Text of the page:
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Comment Re:Easy solution (Score 0) 424

The problem isn't that dealers don't want to sell them to anyone if they can make a profit on them, it's that customers don't want to buy them. i.e. they're 1.6% of new car purchases (leaving out trucks,minivans, suvs, etc.. just comparing to cars).

So most sales guy's experience is that even if someone walks in wanting to ask about the latest electric car, they're really going to end up buying a gas car once they get the facts about range, battery life, etc..., so why not just sell them the gas car that makes more economical sense to them in the first place and not waste everyone's time.

Of course, the three left-wing elitist publications linked from the summary believe they need to run everyone else's life when it comes to purchasing "green", so they just can't understand that the vast majority of people don't want to throw away their money and time on an environmental status symbol, so they blame the dealer. Glad their buddies don't control things like light bulb regulations, or we wouldn't be allowed to buy less expensive bulbs, either.... oh wait...

Comment Re:Extrapolating from two anecdotes (Score 0) 424

The summary links three different left-wing (for the US) news sources complaining about dealers because electric car sales aren't as high in the US as their wishful thinking believes they should be.

In October 620K cars were sold in the U.S., of which 10K were plugin electric. That's right, 1.6% of cars. That's not counting the trucks, minivans, SUVs,etc.. Heck, they sell twice as many luxury (not regular) SUVs a month than plug in cars.

How about for a reason they don't sell, almost nobody wants to buy one because they don't make economic sense for the vast majority of people who want to use their cars more for driving places then making an expensive environmental fashion statement? Without taxpayer subsidies, virtually none would be sold. Even with subsidies, it's more economical to buy a gas car, even if you include the gas and total repair costs for both over their effective mileage life.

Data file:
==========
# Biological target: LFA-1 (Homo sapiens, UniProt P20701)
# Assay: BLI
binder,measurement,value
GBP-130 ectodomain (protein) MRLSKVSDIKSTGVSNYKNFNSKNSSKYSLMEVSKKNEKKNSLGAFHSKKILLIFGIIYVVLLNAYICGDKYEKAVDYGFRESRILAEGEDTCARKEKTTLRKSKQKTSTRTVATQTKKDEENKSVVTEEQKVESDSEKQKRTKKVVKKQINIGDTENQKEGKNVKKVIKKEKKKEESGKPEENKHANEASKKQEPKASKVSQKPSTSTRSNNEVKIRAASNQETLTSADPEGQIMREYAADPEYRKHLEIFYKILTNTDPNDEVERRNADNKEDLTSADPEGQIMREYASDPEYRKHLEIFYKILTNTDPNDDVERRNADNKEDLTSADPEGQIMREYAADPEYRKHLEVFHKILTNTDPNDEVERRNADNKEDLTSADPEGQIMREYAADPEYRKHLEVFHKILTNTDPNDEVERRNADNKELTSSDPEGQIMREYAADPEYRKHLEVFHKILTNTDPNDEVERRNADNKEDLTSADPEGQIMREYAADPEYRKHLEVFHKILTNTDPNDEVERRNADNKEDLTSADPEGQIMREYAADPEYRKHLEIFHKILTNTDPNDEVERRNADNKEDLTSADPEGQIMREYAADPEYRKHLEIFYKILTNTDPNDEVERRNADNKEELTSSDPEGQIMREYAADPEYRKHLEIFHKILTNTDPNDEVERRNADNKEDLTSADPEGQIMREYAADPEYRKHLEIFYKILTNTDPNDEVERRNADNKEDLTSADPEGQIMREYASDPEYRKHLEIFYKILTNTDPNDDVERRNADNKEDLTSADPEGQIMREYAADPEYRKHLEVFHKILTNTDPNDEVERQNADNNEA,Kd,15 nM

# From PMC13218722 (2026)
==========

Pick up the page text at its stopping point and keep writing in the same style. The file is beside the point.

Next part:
People aren't stupid, but environmental elitists at the NY Times, Mother Jones and Green Car Reports think they know better than all the car purchasers out there what they should be buying and if they aren't buying it, it must be some sales guy's fault. What a load of B.S...

Comment Not the first full recovery from space (Score 1) 121

SpaceShip One touched space and all elements were recovered and flew to space again.

BO's demonstration is more publicity than practical rocketry. It doesn't look like the aerodynamic elements of BO's current rocket are suitable for recovery after orbital injection, just after a straight up-down space tourism flight with no potential for orbit, just like SpaceShip One (and Two). They can't put an object in space and have it stay in orbit. They can just take dudes up for a short and expensive view and a little time in zero gee.

It's going to be real history when SpaceX recovers the first stage after an orbital injection, in that it will completely change the economics of getting to space and staying there.

Comment Re:Another in a long series of marketing mistakes (Score 1) 137

You'd need a popular product to pull off obtaining second-clientage from governments, and you'd need not to reveal that your device had legal intercept.

This is just a poorly-directed company continuing to shoot itself in the foot. It's not made its product desirable for government, or for anyone else.

Comment Another in a long series of marketing mistakes (Score 2) 137

There's a truism in marketing that you can only differentiate your product on the parts that the customer sees and uses. Blackberry just can't learn this lesson. They tried differentiating on the OS kernel, which the customer never sees. And now on an insecurity feature that the customer won't be allowed to use. It's been a protracted death spiral, but it's a continuing one.

Comment What's Wrong with the Hobbit? (Score 2) 174